Scholastic Press, 409 Pages
Released October 18, 2011
It happens at the start of every November: the Scorpio Races. Riders attempt to keep hold of their water horses long enough to make it to the finish line. Some riders live. Others die.
At age nineteen, Sean Kendrick is the returning champion. He is a young man of few words, and if he has any fears, he keeps them buried deep, where no one else can see them.
Puck Connolly is different. She never meant to ride in the Scorpio Races. But fate hasn’t given her much of a chance. So she enters the competition — the first girl ever to do so. She is in no way prepared for what is going to happen.
"She is my mare and my best friend, and I keep waiting for something bad to happen to her, because I love her too much."
Rating: 5 / 5
I'm going to admit, I was reluctant to read this. It had been recommended to me, and kept seeing it on lists and blogs and getting rave reviews and when I was given the e-version (averse as I may be to those...) I thought ok, let's give it a shot. Even though I'd read descriptions, I was still unsure. Horses? Races? Magic and myths and the call of the sea? None of that could at all be described as my cup of tea.
Well, I will drink this all for the REST OF MY LIFE.
I was absolutely captivated by this book, almost from the very beginning. The plight of Puck Connolly with her tragic story was enough to make me feel compelled to hope for her, and the quiet strength of Sean Kendrick popped from the pages. Immediately, I had to know Sean - and it seemed like I never would!
When I first started reading, I was a bit like...ok, this is about these Scorpio Races, why is it so far away in the novel? And I feel dumb admitting that, but finally I realized that it wasn't about this Scorpio Race, but about the Scorpio Races, and it's about them the entire time. What it means to this beautiful little island of Thisby and the culture, way of life, everything. It's so much more than just a "horse race" - it's about life, and beauty, and love and caring and home and all the pains and struggles and rewards loving someone means.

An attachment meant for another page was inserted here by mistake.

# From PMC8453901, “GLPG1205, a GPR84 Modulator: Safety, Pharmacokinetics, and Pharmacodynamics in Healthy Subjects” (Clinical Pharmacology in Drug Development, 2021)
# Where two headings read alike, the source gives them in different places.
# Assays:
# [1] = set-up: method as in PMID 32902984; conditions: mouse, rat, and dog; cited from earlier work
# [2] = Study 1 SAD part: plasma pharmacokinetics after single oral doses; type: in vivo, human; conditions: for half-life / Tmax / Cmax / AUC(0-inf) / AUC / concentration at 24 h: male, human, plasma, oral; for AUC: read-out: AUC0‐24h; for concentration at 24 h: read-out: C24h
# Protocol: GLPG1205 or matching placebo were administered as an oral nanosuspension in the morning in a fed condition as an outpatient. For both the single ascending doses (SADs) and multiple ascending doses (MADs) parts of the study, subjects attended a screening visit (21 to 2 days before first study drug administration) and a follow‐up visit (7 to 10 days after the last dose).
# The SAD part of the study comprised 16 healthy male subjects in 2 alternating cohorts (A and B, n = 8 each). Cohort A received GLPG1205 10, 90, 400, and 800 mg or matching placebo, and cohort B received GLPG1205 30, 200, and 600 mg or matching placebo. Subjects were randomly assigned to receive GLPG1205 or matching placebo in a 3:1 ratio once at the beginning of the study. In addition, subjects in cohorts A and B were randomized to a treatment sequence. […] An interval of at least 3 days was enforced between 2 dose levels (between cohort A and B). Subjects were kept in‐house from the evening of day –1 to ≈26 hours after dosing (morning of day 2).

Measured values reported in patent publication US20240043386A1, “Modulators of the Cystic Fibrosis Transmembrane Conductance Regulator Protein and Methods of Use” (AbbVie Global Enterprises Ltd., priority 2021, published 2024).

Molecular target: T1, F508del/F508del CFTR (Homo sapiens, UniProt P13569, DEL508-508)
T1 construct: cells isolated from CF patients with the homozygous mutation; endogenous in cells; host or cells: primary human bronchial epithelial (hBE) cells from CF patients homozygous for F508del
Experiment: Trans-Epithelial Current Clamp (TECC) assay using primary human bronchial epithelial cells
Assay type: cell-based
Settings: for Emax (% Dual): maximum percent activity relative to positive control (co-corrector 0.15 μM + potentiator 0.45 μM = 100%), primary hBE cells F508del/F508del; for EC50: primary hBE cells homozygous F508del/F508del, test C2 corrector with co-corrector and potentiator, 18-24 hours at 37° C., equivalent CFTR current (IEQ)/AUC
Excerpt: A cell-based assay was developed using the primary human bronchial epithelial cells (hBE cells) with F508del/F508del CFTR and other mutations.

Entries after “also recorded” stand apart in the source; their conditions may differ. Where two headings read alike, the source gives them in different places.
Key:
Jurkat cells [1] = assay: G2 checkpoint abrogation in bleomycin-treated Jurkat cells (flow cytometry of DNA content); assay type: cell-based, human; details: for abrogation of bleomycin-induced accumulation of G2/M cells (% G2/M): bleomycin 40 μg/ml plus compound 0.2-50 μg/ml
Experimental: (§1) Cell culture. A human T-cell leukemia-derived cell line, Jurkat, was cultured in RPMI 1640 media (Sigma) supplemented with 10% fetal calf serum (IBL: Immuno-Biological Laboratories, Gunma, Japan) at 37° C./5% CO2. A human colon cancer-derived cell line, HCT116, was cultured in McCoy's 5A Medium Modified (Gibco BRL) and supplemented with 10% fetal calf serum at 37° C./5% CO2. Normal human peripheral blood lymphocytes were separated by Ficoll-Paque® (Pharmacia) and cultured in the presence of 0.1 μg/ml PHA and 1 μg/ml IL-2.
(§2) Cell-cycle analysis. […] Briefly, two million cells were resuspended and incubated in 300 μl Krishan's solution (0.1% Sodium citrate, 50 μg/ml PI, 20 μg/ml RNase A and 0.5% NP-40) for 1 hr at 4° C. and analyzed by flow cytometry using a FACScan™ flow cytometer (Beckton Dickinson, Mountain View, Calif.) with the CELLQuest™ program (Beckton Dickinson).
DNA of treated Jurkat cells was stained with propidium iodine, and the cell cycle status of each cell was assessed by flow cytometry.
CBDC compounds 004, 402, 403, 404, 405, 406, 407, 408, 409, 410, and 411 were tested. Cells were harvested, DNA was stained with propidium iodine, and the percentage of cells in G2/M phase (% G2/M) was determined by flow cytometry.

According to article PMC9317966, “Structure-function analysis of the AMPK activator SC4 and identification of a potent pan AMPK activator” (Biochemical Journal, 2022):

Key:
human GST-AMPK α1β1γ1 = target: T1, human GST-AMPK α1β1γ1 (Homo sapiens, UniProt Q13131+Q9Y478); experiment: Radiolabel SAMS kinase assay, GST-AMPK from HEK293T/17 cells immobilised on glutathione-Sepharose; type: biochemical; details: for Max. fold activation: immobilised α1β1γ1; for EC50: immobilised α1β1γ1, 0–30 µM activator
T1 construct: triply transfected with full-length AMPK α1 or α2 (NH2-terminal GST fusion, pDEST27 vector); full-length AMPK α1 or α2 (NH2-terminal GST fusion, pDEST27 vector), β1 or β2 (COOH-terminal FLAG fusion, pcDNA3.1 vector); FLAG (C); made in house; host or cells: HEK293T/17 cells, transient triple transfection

Everything about this book is absolutely amazing. The descriptions, the treatments, the plot and settings...Maggie Stiefvater creates a brilliant world and manages to explain the myth in a way that brings it to life and makes me really believe in the magic of the water and the calling of the sea. I was terrified of the water horses and so in love with them at the same time. I hated Mutt Malvern with a passion reserved for only the worst people in my life. I was holding my breath the entire time reading this, a lump in my throat, tears threatening to spill, and hope bursting from my heart. I sent out this tweet towards the end, and it's so true: I felt so raw and emotional!
So, here's the thing. This entire book is a love story to me. Not the romance and relationship kind, but a story about love. What it means to love things, items, property, things-treated-as-property, people, family, memories. It's about happiness and what must be done to attain it, and what must be let go. The sacrifices and terror we'll put ourselves through for the outcome, how sometimes not being able to bear something can show us exactly what we can. It is a love story in it's purest definition, and I love that it seems like the main romance was such a small (but still entirely important) part to it all.
I highly recommend this book to everyone. Even if it doesn't sound your cup of tea, trust me when I say it will be by the end (and probably earlier).
PS. I'm a huge nerd and freaked out when I saw Maggie Stiefvater had tweeted me back, too. Love!
PPS. Because I read it on my iPad, I can show you my ridiculous notes. Normally I wouldn't want to bare my crazy to the world, but still, I think it's funny. Plus, now you can see the quotes I appreciated!
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